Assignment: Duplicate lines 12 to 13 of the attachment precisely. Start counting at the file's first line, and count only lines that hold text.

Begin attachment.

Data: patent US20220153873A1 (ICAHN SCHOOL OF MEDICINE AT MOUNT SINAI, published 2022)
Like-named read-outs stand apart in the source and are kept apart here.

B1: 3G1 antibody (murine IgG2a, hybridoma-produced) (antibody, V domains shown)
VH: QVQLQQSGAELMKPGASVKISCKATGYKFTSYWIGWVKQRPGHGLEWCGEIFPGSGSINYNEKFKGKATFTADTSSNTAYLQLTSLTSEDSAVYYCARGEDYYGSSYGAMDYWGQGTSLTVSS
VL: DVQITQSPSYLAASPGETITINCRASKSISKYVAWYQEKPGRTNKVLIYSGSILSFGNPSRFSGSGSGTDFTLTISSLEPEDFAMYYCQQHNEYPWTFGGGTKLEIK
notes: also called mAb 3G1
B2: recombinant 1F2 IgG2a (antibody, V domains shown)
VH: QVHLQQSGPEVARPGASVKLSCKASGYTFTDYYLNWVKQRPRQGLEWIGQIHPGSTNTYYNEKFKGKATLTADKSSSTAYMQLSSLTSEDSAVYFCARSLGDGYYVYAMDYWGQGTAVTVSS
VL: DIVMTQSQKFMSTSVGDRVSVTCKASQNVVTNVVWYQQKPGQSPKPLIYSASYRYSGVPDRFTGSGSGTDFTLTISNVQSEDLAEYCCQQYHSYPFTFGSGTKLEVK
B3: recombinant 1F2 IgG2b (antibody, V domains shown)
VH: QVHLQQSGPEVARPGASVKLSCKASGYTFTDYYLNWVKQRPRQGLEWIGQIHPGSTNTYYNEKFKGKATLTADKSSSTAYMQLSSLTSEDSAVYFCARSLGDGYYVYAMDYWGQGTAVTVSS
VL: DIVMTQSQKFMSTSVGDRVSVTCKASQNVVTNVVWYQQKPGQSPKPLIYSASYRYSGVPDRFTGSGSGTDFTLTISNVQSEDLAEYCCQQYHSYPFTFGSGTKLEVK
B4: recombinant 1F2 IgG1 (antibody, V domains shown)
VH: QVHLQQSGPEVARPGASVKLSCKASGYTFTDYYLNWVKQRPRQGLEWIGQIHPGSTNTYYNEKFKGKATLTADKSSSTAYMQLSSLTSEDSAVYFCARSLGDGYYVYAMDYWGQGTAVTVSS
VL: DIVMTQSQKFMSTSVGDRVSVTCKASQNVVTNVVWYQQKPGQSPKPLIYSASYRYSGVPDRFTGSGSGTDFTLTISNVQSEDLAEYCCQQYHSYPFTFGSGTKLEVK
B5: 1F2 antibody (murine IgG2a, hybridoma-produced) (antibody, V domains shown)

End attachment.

VL: DIVMTQSQKFMSTSVGDRVSVTCKASQNVVTNVVWYQQKPGQSPKPLIYSASYRYSGVPDRFTGSGSGTDFTLTISNVQSEDLAEYCCQQYHSYPFTFGSGTKLEVK
B4: recombinant 1F2 IgG1 (antibody, V domains shown)